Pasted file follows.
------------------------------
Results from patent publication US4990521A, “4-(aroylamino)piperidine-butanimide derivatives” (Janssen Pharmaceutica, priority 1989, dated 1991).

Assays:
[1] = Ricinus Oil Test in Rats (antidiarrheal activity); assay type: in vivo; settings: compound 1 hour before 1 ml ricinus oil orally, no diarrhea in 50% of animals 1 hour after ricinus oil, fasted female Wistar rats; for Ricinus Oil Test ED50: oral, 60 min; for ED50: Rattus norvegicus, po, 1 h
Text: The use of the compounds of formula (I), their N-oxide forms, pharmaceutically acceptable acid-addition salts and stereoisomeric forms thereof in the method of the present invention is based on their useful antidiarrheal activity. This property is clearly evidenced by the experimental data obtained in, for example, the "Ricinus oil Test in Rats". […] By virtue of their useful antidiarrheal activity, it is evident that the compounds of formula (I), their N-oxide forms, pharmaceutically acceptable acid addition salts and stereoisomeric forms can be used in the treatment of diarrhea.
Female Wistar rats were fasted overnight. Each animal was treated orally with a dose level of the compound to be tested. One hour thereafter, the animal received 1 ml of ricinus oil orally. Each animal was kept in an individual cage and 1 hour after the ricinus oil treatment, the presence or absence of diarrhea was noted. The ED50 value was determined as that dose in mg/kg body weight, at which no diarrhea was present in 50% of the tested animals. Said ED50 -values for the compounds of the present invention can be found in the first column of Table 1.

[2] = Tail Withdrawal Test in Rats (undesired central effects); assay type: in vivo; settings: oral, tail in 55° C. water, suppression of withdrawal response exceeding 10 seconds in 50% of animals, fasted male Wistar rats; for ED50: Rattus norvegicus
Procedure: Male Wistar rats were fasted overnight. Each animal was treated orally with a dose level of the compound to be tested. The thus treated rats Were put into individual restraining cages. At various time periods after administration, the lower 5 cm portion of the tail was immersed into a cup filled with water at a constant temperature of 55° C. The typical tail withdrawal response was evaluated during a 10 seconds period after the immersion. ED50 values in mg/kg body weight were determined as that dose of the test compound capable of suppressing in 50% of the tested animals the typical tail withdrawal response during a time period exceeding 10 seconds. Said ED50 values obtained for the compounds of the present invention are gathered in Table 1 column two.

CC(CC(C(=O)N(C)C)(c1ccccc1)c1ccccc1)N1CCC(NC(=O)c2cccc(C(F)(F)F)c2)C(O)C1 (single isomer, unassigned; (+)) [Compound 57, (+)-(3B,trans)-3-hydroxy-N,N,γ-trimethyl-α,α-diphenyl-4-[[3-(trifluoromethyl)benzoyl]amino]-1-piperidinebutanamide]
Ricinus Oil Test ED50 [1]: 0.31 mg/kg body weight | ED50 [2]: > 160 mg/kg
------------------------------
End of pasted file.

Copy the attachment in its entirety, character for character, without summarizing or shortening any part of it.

Results from patent publication US4990521A, “4-(aroylamino)piperidine-butanimide derivatives” (Janssen Pharmaceutica, priority 1989, dated 1991).

Assays:
[1] = Ricinus Oil Test in Rats (antidiarrheal activity); assay type: in vivo; settings: compound 1 hour before 1 ml ricinus oil orally, no diarrhea in 50% of animals 1 hour after ricinus oil, fasted female Wistar rats; for Ricinus Oil Test ED50: oral, 60 min; for ED50: Rattus norvegicus, po, 1 h
Text: The use of the compounds of formula (I), their N-oxide forms, pharmaceutically acceptable acid-addition salts and stereoisomeric forms thereof in the method of the present invention is based on their useful antidiarrheal activity. This property is clearly evidenced by the experimental data obtained in, for example, the "Ricinus oil Test in Rats". […] By virtue of their useful antidiarrheal activity, it is evident that the compounds of formula (I), their N-oxide forms, pharmaceutically acceptable acid addition salts and stereoisomeric forms can be used in the treatment of diarrhea.
Female Wistar rats were fasted overnight. Each animal was treated orally with a dose level of the compound to be tested. One hour thereafter, the animal received 1 ml of ricinus oil orally. Each animal was kept in an individual cage and 1 hour after the ricinus oil treatment, the presence or absence of diarrhea was noted. The ED50 value was determined as that dose in mg/kg body weight, at which no diarrhea was present in 50% of the tested animals. Said ED50 -values for the compounds of the present invention can be found in the first column of Table 1.

[2] = Tail Withdrawal Test in Rats (undesired central effects); assay type: in vivo; settings: oral, tail in 55° C. water, suppression of withdrawal response exceeding 10 seconds in 50% of animals, fasted male Wistar rats; for ED50: Rattus norvegicus
Procedure: Male Wistar rats were fasted overnight. Each animal was treated orally with a dose level of the compound to be tested. The thus treated rats Were put into individual restraining cages. At various time periods after administration, the lower 5 cm portion of the tail was immersed into a cup filled with water at a constant temperature of 55° C. The typical tail withdrawal response was evaluated during a 10 seconds period after the immersion. ED50 values in mg/kg body weight were determined as that dose of the test compound capable of suppressing in 50% of the tested animals the typical tail withdrawal response during a time period exceeding 10 seconds. Said ED50 values obtained for the compounds of the present invention are gathered in Table 1 column two.

CC(CC(C(=O)N(C)C)(c1ccccc1)c1ccccc1)N1CCC(NC(=O)c2cccc(C(F)(F)F)c2)C(O)C1 (single isomer, unassigned; (+)) [Compound 57, (+)-(3B,trans)-3-hydroxy-N,N,γ-trimethyl-α,α-diphenyl-4-[[3-(trifluoromethyl)benzoyl]amino]-1-piperidinebutanamide]
Ricinus Oil Test ED50 [1]: 0.31 mg/kg body weight | ED50 [2]: > 160 mg/kg